Wilmer Rodriguez’s mother, Lesly Madariaga, spent a sleepless night looking for him in the streets of Nueva Suyapa, a poor neighborhood in the hills surrounding the Honduran capital Tegucigalpa.
But to no avail: like thousands of other young Hondurans trying to reach the United States in search of work, Rodriguez and a friend had stolen away in secret.
It was February 2020 but a month later he was back home. Rodriguez, then 17, only got to Mexico before he was picked up by authorities and returned to Honduras. “I want to go again, I still have the desire and it won’t leave my head until I pull it off,” Rodriguez told AFP.
“If they catch me one, two, three, four, five times again I’ll still keep trying because my dream is to support my family.”
In a country suffering from deep economic woes and rampant violence, and where more than half the population of 10 million lives in poverty, thousands expose themselves to the many risks of migration, not least from human traffickers and extortionists.
It can be a costly and fruitless exercise.
According to a recent report, Central American migrants spend around $2.2 billion a year trying to reach the US, most of which is paid to traffickers. Around 50,000 Honduran migrants have been sent back home this year alone, according to official figures.
‘They’re all liars’
Hondurans will head to the polls Sunday to elect a successor to President Juan Orlando Hernandez. After 12 years of right-wing Nationalist Party hegemony, some see in leftist former first lady Xiomara Castro an opportunity for change.
But not Rodriguez. No matter who wins, his dream will remain resolute. “I don’t have much faith in politicians because the truth is, they’re all liars,” he said. Now 18, he puts his faith instead in his ability to become “one of the great” barbers of the world — in the United States.
Upon his return to Honduras, Rodriguez trained to cut hair and is now employed in his neighborhood’s La Bendicion salon.
He has already won a pair of awards for his work. In La Bendicion, the barber capes feature the US Stars and Stripes — if ever Rodriguez needed more encouragement. He has not told his mother as much, but she suspects he again will seek to reach the US.
“I wouldn’t want to go through that process again,” she said. “I wouldn’t want him to run that risk. “She believes “God always provides food,” but knows that is not enough for today’s dreamers. “The youngsters leave for a better life because there is no work here in Honduras.”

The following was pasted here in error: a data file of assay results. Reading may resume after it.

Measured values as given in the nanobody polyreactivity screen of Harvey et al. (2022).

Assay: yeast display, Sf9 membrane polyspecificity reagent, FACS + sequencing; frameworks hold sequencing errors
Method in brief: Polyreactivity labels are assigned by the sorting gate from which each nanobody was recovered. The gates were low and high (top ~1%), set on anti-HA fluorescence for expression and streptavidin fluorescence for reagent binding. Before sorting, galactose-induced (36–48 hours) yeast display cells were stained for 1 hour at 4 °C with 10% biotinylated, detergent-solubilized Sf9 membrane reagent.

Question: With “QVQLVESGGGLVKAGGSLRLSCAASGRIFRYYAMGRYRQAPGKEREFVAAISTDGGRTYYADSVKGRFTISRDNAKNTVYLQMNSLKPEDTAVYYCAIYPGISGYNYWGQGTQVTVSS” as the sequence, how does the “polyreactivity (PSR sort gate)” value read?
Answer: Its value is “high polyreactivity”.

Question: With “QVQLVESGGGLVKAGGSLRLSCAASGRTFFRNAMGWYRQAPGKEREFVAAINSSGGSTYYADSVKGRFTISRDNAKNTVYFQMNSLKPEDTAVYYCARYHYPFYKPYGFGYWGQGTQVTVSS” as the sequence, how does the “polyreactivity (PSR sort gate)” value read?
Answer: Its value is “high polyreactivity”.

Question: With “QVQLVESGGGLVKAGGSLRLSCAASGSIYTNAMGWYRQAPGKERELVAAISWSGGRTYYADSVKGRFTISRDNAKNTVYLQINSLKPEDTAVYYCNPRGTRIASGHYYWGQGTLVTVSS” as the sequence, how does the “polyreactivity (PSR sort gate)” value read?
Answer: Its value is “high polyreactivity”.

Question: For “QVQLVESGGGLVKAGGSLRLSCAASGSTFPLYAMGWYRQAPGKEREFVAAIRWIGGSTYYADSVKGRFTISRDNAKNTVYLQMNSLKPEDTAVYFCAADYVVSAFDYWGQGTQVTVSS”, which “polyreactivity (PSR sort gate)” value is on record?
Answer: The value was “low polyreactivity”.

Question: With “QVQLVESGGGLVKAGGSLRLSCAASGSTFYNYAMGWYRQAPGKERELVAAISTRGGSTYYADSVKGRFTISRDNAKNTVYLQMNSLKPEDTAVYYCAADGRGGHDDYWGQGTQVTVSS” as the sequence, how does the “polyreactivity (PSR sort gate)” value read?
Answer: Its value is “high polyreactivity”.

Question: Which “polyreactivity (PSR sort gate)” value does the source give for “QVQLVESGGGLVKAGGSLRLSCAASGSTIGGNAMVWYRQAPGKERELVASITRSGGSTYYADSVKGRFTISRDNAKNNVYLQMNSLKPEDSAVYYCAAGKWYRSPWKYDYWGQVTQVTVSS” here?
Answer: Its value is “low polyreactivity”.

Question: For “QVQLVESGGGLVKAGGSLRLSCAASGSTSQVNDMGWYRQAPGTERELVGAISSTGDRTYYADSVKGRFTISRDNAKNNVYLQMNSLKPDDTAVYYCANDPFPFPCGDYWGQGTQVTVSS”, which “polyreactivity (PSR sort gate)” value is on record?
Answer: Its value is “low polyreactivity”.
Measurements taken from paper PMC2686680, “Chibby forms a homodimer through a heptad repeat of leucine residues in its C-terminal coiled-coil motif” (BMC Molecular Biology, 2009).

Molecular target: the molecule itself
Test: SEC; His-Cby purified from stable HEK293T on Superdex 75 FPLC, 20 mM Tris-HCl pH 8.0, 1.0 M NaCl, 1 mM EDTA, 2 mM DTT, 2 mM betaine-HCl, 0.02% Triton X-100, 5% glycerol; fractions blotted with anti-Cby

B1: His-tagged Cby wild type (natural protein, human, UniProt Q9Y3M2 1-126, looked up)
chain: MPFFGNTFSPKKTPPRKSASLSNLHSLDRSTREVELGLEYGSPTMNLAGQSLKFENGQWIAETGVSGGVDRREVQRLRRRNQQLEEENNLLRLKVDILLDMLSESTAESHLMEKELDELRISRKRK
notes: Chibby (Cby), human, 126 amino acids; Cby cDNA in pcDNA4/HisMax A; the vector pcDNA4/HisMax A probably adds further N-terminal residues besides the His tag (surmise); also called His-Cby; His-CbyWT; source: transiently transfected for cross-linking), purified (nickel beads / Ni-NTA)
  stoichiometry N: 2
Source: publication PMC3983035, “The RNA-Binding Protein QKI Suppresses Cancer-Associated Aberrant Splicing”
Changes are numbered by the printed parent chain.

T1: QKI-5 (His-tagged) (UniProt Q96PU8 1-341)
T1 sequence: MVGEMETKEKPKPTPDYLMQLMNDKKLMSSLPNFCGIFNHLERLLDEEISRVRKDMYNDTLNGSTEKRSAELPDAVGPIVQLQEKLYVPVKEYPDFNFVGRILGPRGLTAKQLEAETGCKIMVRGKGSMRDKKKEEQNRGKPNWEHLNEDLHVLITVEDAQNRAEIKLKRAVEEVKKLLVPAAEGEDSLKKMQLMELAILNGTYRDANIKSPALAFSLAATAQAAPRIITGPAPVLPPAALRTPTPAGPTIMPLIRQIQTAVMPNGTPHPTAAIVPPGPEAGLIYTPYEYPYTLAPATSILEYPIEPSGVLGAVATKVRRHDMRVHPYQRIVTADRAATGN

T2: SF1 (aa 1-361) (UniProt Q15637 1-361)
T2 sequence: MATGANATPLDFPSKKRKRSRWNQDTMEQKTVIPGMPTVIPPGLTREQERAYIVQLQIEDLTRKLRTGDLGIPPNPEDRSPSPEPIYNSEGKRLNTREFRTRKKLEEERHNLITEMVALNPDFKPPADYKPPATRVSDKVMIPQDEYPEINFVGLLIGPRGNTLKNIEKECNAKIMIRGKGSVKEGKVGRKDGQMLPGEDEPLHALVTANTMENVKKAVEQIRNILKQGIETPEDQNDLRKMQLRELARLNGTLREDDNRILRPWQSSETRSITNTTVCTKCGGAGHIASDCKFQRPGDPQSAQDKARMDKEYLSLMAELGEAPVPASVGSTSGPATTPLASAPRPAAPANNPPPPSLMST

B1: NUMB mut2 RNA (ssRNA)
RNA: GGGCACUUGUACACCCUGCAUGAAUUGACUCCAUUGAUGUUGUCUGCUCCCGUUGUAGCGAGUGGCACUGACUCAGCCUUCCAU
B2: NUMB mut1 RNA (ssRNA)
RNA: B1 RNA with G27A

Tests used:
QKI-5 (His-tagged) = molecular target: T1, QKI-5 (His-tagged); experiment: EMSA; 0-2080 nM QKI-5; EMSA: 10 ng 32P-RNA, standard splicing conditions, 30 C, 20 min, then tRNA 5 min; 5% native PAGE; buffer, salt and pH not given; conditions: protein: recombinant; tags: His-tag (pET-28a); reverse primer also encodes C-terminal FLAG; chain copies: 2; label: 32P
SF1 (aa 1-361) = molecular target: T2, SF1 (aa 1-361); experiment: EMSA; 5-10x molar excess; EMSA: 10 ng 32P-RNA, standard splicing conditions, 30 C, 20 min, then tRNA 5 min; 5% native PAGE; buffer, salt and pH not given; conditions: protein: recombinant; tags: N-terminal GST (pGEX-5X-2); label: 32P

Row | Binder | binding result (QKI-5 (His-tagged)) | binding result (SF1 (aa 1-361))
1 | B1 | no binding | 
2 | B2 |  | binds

My goal is to work
There are two types of homes on the steep unpaved streets of Nueva Supaya: sturdy ones built of concrete blocks, whose owners have family abroad, and flimsy ones made of wooden or metal planks.
Rodriguez’s house measures no more than 20 square meters (215 square feet) but a dozen family members are crammed into its two rooms.
In the bedroom, blankets provide makeshift dividing walls. Rodriguez sleeps atop a bunk bed, his mother and sister below. He earns money now, but not enough. “It’s something, but just for me — not to support 12 people,” he said.
Still, he is determined not to fall into the trap that has seduced many others: gangs.
Like many Honduran neighborhoods, Nueva Suyapa is beset by the curse of the Mara Salvatrucha (MS-13) and Barrio 18 gangs whose drug-trafficking and extortion-related violence force many young people to flee the country.
Local non-governmental groups run programs trying to keep youths out of harm’s way, and at home. But the lure from abroad is powerful. “When children become youngsters they want to leave for other countries to look for better opportunities because here there are none,” said Rosa Maria Nieto, executive director of the Sharing Association.
“It creates great pain and suffering in families.” Rodriguez says neighborhood youths are attracted to crime and “easy things” like selling drugs, although Rodriguez has always resisted.
“My goal is to work…. My house is my goal too. I know that one day I will build it.”
by Noe LEIVA / Moises AVILA